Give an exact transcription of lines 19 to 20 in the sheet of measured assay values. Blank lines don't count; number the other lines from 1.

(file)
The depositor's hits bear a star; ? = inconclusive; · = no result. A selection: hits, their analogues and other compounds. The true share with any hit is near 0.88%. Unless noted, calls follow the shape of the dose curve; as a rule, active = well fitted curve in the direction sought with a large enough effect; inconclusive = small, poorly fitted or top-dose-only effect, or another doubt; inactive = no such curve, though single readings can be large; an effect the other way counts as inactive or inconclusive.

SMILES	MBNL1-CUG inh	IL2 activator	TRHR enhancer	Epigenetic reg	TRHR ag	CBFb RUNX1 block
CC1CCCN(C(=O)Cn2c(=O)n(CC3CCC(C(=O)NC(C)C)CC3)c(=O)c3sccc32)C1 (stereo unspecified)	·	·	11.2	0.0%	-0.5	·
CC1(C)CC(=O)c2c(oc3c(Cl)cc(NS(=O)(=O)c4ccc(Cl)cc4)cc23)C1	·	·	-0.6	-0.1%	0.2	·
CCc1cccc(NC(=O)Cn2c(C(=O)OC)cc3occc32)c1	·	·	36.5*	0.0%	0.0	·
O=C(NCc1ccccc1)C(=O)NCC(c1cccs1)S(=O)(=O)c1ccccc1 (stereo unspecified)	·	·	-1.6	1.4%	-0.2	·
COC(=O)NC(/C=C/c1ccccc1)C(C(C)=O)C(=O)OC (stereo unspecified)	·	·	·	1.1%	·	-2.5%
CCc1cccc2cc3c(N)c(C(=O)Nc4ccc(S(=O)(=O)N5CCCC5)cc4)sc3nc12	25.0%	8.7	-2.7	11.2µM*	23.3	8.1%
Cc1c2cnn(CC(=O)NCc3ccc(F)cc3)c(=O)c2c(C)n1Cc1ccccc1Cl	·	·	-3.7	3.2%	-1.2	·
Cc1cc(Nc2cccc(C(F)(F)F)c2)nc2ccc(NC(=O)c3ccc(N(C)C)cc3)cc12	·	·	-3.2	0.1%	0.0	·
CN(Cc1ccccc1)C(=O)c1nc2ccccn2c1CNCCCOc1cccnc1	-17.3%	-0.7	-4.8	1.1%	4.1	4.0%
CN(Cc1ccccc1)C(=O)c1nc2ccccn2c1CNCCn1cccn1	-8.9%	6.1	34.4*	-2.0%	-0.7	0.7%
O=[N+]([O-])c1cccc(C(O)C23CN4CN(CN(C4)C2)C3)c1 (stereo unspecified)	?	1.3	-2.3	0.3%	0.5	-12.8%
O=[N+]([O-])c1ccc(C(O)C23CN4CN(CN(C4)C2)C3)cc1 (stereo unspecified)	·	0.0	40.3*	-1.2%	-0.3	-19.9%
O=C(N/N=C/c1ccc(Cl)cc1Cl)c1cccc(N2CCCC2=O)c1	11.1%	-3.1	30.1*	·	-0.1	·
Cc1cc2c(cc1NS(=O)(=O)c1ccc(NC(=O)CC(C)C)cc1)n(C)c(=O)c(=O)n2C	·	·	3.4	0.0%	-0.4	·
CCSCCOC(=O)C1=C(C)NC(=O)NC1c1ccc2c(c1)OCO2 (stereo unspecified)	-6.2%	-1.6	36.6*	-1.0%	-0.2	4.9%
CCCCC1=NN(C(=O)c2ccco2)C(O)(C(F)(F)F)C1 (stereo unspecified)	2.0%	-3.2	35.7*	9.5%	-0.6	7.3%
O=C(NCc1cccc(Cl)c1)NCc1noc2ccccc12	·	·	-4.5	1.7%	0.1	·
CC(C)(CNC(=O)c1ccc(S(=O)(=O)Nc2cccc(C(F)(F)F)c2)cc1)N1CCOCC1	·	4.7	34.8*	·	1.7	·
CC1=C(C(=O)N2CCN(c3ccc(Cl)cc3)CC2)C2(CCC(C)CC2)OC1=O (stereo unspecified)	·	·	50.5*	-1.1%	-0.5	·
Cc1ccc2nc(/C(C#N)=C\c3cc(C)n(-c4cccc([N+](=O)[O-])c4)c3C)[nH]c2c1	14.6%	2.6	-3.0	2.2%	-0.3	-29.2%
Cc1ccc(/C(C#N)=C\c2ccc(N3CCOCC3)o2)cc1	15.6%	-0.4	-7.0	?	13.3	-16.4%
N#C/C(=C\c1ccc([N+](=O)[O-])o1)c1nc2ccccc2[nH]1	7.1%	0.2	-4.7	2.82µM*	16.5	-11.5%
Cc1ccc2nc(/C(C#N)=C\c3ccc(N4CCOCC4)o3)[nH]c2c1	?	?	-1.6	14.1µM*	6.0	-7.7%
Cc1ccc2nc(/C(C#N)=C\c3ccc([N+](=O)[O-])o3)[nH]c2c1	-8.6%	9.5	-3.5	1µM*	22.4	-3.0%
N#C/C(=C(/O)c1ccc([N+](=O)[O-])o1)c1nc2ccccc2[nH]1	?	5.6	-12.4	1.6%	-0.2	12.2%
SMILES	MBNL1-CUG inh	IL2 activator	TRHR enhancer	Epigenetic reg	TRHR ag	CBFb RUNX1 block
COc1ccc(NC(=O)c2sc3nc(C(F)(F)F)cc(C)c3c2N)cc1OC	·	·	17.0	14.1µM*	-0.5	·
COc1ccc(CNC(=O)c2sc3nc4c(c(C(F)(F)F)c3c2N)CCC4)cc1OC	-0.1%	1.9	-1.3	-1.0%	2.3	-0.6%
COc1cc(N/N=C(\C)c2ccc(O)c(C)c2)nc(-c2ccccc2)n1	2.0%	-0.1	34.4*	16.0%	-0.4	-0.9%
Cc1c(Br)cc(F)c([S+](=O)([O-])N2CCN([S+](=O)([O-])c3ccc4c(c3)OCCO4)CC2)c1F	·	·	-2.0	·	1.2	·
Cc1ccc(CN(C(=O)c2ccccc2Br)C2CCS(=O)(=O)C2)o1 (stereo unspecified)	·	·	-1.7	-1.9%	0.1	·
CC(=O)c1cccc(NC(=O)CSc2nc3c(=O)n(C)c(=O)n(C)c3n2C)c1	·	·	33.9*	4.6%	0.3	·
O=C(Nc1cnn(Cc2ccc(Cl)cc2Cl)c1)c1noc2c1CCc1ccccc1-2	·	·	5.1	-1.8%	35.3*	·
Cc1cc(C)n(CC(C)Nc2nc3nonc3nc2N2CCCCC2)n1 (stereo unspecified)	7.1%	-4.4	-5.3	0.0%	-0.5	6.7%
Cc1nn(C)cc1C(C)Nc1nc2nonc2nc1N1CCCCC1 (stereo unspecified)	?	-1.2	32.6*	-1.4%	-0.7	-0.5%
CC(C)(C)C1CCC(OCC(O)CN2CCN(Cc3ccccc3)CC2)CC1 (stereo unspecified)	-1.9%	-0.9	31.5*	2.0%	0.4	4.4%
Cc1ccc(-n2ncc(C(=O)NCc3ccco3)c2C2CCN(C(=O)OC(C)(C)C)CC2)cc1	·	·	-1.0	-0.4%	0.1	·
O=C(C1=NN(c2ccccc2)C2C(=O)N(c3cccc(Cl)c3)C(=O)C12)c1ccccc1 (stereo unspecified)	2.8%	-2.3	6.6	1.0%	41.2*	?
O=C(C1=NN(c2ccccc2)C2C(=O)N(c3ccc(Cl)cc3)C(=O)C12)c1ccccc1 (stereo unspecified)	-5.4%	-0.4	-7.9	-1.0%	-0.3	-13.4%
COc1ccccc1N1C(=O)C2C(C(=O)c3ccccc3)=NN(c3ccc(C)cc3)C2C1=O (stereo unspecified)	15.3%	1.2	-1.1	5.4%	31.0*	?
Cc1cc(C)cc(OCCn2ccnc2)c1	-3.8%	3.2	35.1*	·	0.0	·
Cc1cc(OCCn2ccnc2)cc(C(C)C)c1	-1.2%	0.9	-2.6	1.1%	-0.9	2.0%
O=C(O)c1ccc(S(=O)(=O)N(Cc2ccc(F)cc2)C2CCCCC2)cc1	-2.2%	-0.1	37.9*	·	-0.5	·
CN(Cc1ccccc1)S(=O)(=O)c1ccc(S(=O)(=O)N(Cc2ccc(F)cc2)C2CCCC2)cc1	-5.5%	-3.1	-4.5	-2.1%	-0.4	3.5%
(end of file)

O=C(NCc1cccc(Cl)c1)NCc1noc2ccccc12	·	·	-4.5	1.7%	0.1	·
CC(C)(CNC(=O)c1ccc(S(=O)(=O)Nc2cccc(C(F)(F)F)c2)cc1)N1CCOCC1	·	4.7	34.8*	·	1.7	·